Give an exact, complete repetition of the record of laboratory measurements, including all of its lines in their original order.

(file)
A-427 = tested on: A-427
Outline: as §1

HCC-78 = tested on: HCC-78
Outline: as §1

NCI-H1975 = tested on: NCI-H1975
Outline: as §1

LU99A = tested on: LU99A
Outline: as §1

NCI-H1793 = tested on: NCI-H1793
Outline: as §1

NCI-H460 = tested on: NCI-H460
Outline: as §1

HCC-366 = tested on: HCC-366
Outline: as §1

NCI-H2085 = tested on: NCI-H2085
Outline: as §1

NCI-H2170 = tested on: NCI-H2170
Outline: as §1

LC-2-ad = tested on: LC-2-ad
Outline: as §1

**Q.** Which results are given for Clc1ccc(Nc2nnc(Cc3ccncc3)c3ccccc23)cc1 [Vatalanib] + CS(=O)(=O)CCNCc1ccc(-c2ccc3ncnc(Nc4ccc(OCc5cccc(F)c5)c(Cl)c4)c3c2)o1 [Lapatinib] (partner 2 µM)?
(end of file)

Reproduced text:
A-427 = tested on: A-427
Outline: as §1

HCC-78 = tested on: HCC-78
Outline: as §1

NCI-H1975 = tested on: NCI-H1975
Outline: as §1

LU99A = tested on: LU99A
Outline: as §1

NCI-H1793 = tested on: NCI-H1793
Outline: as §1

NCI-H460 = tested on: NCI-H460
Outline: as §1

HCC-366 = tested on: HCC-366
Outline: as §1

NCI-H2085 = tested on: NCI-H2085
Outline: as §1

NCI-H2170 = tested on: NCI-H2170
Outline: as §1

LC-2-ad = tested on: LC-2-ad
Outline: as §1

**Q.** Which results are given for Clc1ccc(Nc2nnc(Cc3ccncc3)c3ccccc23)cc1 [Vatalanib] + CS(=O)(=O)CCNCc1ccc(-c2ccc3ncnc(Nc4ccc(OCc5cccc(F)c5)c(Cl)c4)c3c2)o1 [Lapatinib] (partner 2 µM)?